As for Japan understanding that age demographics don’t line up, I think it’s happening because they themselves are aware of it happening in Japan.

Multimedia Customization

I think that starting in the next few years this is all going to start changing until we reach a point of personal customization in our anime and manga: You will be able to make exactly the purchase you want with exactly the things that you want, on-demand.

This definitely did not happen. In fact, we’ve seen some companies release even more deluxe editions that only hardcore fans willing to shell out $400 or more can ever obtain. At the very least, many of these expensive series are available streaming, thus giving access to those who can’t afford to own them.

New Paths for New Talent to Appear

I think anime is heading in a direction where people won’t have to be skilled at every aspect of animation production to be considered a Big Deal. One possibility I’ve thought of is “anime festivals” for amateur creators, be they industry-sponsored or independent, with competitions and awards for categories such as storyboarding and writing in addition to full-on animations. More importantly however, these anime festivals could take place entirely online.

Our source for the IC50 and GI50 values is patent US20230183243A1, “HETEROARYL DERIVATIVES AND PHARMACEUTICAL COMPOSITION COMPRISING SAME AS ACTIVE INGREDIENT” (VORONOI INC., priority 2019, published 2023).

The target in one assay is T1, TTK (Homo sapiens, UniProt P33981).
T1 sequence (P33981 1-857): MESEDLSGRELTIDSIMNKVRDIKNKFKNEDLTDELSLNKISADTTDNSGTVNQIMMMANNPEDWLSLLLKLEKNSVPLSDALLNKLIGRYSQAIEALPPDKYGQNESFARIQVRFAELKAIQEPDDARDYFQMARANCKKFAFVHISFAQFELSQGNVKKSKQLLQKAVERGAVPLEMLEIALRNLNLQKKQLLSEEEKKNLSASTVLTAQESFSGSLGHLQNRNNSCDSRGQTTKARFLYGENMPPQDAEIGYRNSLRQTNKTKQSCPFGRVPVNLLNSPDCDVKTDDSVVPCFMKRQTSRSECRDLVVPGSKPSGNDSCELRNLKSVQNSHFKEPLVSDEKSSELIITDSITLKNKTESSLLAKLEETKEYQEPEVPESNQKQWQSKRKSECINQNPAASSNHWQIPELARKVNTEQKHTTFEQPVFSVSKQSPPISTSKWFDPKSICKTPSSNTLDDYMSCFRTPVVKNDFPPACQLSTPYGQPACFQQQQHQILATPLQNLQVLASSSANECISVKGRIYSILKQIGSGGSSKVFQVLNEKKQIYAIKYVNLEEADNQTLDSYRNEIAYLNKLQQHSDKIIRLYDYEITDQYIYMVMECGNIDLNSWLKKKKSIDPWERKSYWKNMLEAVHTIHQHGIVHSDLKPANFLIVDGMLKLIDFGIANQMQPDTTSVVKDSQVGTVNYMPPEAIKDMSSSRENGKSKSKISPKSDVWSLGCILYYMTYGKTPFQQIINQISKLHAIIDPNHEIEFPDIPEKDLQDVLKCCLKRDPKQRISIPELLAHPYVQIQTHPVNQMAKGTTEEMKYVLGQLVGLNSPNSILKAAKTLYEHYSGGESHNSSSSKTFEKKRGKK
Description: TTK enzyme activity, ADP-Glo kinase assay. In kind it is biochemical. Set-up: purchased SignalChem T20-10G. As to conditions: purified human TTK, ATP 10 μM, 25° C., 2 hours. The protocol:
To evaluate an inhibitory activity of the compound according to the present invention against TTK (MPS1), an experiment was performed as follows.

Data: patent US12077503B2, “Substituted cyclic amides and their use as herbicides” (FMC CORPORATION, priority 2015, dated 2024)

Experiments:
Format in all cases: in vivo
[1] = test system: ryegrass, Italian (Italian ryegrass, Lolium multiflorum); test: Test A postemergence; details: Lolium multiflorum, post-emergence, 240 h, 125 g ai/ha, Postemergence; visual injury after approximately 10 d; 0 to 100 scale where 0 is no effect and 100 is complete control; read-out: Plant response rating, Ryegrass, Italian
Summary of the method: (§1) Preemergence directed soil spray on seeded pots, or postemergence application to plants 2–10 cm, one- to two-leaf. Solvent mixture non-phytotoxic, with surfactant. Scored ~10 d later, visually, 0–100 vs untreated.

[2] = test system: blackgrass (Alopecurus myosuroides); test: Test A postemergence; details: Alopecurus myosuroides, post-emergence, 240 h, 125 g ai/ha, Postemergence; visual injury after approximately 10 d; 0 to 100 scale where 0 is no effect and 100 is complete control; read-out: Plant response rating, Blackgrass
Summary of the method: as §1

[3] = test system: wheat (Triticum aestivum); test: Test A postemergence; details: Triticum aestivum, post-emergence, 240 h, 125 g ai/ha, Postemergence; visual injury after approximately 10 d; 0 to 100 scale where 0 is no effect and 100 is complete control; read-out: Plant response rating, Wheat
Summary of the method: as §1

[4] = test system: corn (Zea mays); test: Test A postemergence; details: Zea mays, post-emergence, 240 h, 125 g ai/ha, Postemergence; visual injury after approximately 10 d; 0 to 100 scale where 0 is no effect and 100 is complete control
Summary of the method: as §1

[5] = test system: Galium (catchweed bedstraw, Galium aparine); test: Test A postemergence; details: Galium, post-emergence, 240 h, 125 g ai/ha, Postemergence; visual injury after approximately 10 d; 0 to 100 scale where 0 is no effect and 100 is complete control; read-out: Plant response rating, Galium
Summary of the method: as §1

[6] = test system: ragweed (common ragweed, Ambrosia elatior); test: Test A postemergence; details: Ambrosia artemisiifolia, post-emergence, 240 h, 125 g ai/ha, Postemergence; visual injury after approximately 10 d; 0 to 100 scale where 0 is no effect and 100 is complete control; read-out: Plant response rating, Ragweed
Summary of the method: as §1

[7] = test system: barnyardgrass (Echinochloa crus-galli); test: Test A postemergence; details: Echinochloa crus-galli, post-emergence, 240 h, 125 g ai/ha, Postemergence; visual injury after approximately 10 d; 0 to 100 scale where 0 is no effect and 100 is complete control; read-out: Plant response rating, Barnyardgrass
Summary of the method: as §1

Manga too will start to have online festivals…. It’s not so much specialization as it is realizing again that not everyone talented is multi-talented.

While there’s nothing quite like an online-only Comic Market, there have been projects to encourage new artists.

On the anime side, three main examples have emerged as opportunities for young animators to show their skills. First is the Young Animators Training Project, which has less experienced Animators animators work with established studios to create anime shorts. Little Witch Academia is probably the most famous work to result from this. Second is the Japan Animator Expo started by Evangelion director Anno Hideaki, which encourages more experimental work. Third is the more practical Animator Dormitory Project, a crowd-funded way of giving young and old artists a place to blunt the cost of living in Tokyo on a meager animator’s salary.

On the manga side, I look less at the competitions which exist and more at the fact that sites like Pixiv have brought about a number of success stories. Among the series that began as amateur webcomics on Pixiv are Skull-face Bookseller Honda-san and Wotakoi. Seeing them go from creator pages to Pixiv Comics to physical releases to full-on anime adaptations has given me joy.

Overall

I’d say I was about 50/50 in terms of predictions. Nothing hit the target dead-on, but I think I was able to see at least in part the various trends and where they were headed. In some cases, I was maybe too ambitious or naive. Let’s see how I do in the next ten years, but before that, next time will be a more thorough look back at 2010–2019.